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August 28, 2019

Strengthen your Team with a Meaningful Core Value Exercise

Photo by Ricardo Resende on Unsplash

This article was originally published on Medium.

Keeping your team motivated and moving in the same direction is something we all want. Checking in with your team quarterly is something we all do. Caring about your team’s growth and career trajectory is something we all say we want.

A couple years ago I spent time making these ideas real, actionable, and connected. I did this through a Core Values exercise.

— Excerpt from Amber Sawaya Built A Career Around User Experience; Utah Business 40 Under 40 2019 Interview

Core Values Exercise

I came across this idea from a James Clear article: One Research-Backed Way to Effectively Manage Your Stressful and Busy Schedule

Read the article—the gist is that holding to your core values will help you navigate when times get tough. I sent this article to my team and asked them to choose 5 values from his 50+ Core Values list.

Choose 5. Yes, Exactly 5.

I asked each team member to choose their five values—and it has to be exactly five. Almost all of them went on the same emotional rollercoaster:

  • Each of them had an easy time choosing two or three values.
  • All of them had a hard time getting to five.
  • Some of them tried to sneak in a bonus sixth.

It is a challenge to whittle down your list once your easy values are chosen. Just because ‘competency’ isn’t on your core values list doesn’t mean it’s not important to you. The same with all of the other values, but that’s what makes this exercise meaningful—you have to get to exactly five.

One employee shared with me that they had a hard time with their values because they felt like they had personal, secret values, and then the values they would want to share with their boss. I encouraged them to go with their real/secret ones, assured them they could be kept confidential if desired, and that this was what is important to them, not to me. They went with the more personal one and we talked about perceptions and that it’s okay to be true to yourself and what you want out of the world and work.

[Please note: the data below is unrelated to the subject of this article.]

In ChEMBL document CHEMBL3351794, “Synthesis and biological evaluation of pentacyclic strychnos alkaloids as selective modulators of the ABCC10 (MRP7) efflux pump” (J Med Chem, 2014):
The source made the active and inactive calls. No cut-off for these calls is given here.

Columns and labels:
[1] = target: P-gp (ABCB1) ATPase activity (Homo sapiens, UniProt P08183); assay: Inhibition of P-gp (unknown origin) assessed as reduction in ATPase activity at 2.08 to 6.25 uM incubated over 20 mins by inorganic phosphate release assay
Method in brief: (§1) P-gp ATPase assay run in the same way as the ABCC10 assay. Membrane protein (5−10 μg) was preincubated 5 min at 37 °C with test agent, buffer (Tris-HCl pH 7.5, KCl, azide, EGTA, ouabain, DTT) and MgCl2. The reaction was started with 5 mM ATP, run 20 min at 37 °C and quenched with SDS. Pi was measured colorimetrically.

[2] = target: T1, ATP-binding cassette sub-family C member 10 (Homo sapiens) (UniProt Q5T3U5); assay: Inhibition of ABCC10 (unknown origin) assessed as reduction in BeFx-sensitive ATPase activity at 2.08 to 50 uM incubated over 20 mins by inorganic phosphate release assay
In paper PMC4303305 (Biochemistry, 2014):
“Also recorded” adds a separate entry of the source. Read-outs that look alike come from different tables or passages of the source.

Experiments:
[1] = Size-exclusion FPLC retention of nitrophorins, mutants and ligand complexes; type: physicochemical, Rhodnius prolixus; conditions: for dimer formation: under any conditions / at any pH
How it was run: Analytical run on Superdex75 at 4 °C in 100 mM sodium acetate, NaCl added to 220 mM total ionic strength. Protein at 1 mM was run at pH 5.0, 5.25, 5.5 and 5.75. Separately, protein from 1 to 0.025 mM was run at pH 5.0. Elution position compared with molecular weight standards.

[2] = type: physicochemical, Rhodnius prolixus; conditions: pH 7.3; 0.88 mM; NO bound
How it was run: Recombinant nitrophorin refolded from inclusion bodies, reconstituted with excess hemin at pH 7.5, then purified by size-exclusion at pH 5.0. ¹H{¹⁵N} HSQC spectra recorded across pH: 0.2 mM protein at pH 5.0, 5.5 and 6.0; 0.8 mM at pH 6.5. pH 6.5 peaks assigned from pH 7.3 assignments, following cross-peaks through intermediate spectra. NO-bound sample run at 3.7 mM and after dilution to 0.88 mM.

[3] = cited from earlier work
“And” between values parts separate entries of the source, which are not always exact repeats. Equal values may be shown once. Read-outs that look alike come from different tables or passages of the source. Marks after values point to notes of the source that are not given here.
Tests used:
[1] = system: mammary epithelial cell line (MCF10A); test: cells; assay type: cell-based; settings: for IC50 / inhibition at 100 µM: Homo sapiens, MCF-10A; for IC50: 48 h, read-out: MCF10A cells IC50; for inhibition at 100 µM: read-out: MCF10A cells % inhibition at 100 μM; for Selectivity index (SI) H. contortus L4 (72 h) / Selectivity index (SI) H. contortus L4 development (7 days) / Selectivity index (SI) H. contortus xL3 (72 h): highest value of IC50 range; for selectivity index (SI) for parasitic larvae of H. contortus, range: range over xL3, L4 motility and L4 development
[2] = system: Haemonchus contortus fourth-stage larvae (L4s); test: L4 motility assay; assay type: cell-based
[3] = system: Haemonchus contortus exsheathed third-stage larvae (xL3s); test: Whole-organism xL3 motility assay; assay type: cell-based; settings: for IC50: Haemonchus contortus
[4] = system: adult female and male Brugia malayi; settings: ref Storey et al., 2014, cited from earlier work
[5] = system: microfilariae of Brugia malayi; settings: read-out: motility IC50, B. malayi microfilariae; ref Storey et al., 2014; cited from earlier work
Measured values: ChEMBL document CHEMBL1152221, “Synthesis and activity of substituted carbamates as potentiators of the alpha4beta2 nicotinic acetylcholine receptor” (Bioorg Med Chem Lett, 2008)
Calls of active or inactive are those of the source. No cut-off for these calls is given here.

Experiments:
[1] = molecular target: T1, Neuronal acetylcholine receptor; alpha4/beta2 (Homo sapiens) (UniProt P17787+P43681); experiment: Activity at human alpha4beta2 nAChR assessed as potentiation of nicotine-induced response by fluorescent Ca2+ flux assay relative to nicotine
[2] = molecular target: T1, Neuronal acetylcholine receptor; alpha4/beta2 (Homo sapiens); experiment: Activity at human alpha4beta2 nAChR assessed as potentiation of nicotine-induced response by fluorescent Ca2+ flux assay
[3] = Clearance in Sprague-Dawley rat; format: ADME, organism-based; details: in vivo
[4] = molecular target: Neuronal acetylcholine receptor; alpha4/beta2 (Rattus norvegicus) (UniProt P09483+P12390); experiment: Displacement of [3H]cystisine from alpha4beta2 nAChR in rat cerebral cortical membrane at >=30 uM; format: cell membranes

Sharing Values

After we did the exercise my team decided to share their values with one another. I originally planned to keep these all confidential—but the team requested it so we all shared. The team found it extremely interesting to know what made their coworkers tick. The overlapping values were as interesting as the ones that were only on one person’s list. To give you an idea, mine are:

  • Happiness
  • Meaningful Work
  • Balance
  • Stability
  • Health

Connecting Values to Work

Ok, we’re far from done—but too many organizations stop here. Once we had identified our values and shared them and had some good conversations we connected them to what we’re doing.

We did quarterly checkpoints—long term and short term goals—and I asked each person to list their values on the document. When we’d do our quarterly check-ins I’d go through their list of values and ask:

  • Are these values still serving you?
  • How is work supporting or detracting from your values?

Pro tip: Quarterlies are great, weekly 1:1s are great — now loop them together. Once a month at their 1:1s, I’d ask my reports to review their quarterly goals, make sure they were on track, and ask if there is anything they needed help with. I’d do this the first 1:1 of the month.

Finding Ways to Support Values at Work

One story I often tell when I’m encouraging people to do a core values exercise is about one of my employees that had ‘community’ on their list. I happened to know that this person really valued community engagement and activism. I also knew they were working long hours and putting in a lot of energy to our startup.

I asked, “How can work better support your value of community?”

They replied, “I just need to find more time to write code for these community organizations.”

I asked if they had anything left in the tank when they got home. They didn’t. None of us did. This is a hard thing for designers and developers—we want to provide our particular talents in pursuit of things that are important to us. Too often though, we’re totally spent after our long work weeks. That’s okay.

I suggested that we find different ways for them to be involved. We came up with a plan together. They would occasionally take a short day Friday to volunteer (they rolled burritos for the homeless) and made sure to put important public policy meetings on their work calendar so they could make sure they attended, even if it was during work hours.

Key Takeaways

  • Read the James Clear article to get you going:
  • Choose your 5 Core Values:
  • Optionally, share your values with your coworkers.
  • Connect those values to work.
  • Check in on how those values are serving you during Quarterlies and 1:1s.
  • Find ways for work to support values, even if it’s not the obvious way.

You can implement Core Values in your own organization, either formally as a quarterly check-in or as a workshop. This is especially valuable in remote teams where you can’t always see how people are navigating their days.

If you do this, I’d love to hear how it goes — the good, the bad, the ugly. While this worked for me, and I have a theory that it will work for you, please write and tell me how it works out in your organization.

About the author

Amber Sawaya

Amber Sawaya is a UX consultant, best-selling author, and business owner. She writes about UX everywhere, leadership, efficiency, product design, and how to run design departments and small agencies.